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May is Asian American Pacific Islander Heritage Month

May 23, 2023 12:00 AM
By: PDE Press and Communications, Kelly Choi Bazzo

​Dive into the rich history of Asian American and Pacific Islander Heritage Month (APAHM) - an annual celebration honoring the remarkable contributions of these communities to American society and culture. The first week in May was first designated as Asian/Pacific American Heritage Week by President Carter in 1978. 14 years later, President Bush designated the whole of May as Asian/Pacific American Heritage Month.

AAPI is a broad term, and includes all of the Asian continent and the Pacific islands of Melanesia (New Guinea, New Caledonia, Vanuatu, Fiji and the Solomon Islands), Micronesia (Marianas, Guam, Wake Island, Palau, Marshall Islands, Kiribati, Nauru and the Federated States of Micronesia) and Polynesia (New Zealand, Hawaiian Islands, Rotuma, Midway Islands, Samoa, American Samoa, Tonga, Tuvalu, Cook Islands, French Polynesia and Easter Island).

APAHM is a month to learn about AAPI heritage, traditions, and customs, and celebrate the achievements of generations of individuals who have helped shape the United States into the country we know today. As we recognize this month's celebration, it is also important to acknowledge the discrimination and acts of hate that many in the AAPI community have experienced particularly following the COVID-19 pandemic.

Growing up, I always knew myself as hapa which is a term used to describe someone with one white parent and one Asian parent. My great grandparents on my father's side came to the United States from Korea to work on the pineapple plantations in Hawaii. It was only in recent years that I fully began appreciating the wonderful culture my family has to offer. In my own home, I do my best to cook the foods I remember eating as a child and try to make new Korean and Hawaiian dishes I'm not familiar with to carry on my family's traditions. In recent years, I've (slowly) started learning how to hand quilt with the goal of making a gorgeous Hawaiian quilt, similar to the heirloom pieces passed down through generations.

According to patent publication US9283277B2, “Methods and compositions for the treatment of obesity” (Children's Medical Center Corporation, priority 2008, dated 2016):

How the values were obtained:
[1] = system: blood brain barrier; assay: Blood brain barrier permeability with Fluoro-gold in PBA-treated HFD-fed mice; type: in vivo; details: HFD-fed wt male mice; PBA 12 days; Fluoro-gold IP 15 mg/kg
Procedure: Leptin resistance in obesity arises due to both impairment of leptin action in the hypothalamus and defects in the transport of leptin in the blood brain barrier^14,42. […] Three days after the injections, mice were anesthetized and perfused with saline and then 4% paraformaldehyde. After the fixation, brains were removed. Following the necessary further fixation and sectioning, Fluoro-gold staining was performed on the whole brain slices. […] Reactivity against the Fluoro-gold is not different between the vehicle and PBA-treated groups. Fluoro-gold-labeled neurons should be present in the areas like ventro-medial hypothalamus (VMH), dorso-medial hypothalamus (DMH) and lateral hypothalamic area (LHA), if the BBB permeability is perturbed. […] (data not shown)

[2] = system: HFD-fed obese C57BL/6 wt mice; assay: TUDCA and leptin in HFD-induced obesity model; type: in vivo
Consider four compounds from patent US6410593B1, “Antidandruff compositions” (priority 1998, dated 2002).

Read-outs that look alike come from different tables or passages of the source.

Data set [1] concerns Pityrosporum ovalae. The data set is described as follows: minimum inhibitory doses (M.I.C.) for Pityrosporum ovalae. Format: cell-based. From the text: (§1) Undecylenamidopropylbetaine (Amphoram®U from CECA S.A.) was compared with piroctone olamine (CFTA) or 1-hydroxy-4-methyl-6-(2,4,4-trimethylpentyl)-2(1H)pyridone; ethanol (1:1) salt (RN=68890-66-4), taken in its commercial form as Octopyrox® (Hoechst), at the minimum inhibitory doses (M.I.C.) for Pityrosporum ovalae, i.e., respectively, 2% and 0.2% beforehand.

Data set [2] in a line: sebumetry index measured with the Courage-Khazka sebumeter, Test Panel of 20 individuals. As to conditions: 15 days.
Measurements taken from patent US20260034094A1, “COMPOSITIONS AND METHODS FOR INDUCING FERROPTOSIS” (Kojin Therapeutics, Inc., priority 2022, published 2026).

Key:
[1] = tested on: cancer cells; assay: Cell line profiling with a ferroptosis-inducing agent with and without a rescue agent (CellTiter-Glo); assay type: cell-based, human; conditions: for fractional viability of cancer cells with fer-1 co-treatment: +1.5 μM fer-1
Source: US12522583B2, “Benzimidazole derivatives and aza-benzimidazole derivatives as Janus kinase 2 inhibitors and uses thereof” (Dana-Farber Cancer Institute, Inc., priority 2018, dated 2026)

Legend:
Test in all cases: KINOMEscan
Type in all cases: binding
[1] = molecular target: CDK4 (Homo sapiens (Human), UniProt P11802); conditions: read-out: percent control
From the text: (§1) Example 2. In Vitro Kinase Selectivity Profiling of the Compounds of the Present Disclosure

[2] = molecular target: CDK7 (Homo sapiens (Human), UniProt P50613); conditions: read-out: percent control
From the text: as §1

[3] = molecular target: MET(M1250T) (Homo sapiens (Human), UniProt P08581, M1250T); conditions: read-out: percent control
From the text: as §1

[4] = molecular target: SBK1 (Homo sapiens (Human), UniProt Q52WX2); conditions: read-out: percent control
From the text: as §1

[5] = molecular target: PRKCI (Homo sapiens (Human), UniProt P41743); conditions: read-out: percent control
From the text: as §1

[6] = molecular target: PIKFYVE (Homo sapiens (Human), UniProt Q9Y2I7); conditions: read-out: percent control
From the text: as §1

This month's celebration is meaningful to the AAPI community but everyone is invited to join in and learn more! The Library of Congress has compiled a wonderful resource of K-12 lessons and various artifacts around the achievements and perspectives of Asian Americans and Pacific Islanders across U.S. History

While it's important to highlight the history and struggles of past generations, this month is also about inspiring all of us to look towards the future and recognize the amazing things Pennsylvania's AAPI population is accomplishing across the commonwealth. From lawmakers to small business owners, from medical professionals to entrepreneurs, the AAPI community is making a significant impact in shaping a better tomorrow for everyone. Let us embrace this month as an opportunity to learn and grow, celebrating the rich diversity that makes us all unique and united.

Some additional ideas of ways to celebrate:

  • Visit your local library and explore titles by AAPI authors.
  • Take a tour of a museum in person or virtually that features AAPI arts and history.
  • Try an easy to make Hawaiian snack! Spam musubi is a quick to assemble. These handheld wraps are made with nori seaweed, fried spam, and white rice. You can add additional fillings to match your tastes (I personally love egg and kewpie mayo mixed with gochujang added to mine!)
  • Check out videos to watch performances of ceremonial dances like the Haka, a Māori performance, or Tinikling, a Filipino folk dance.


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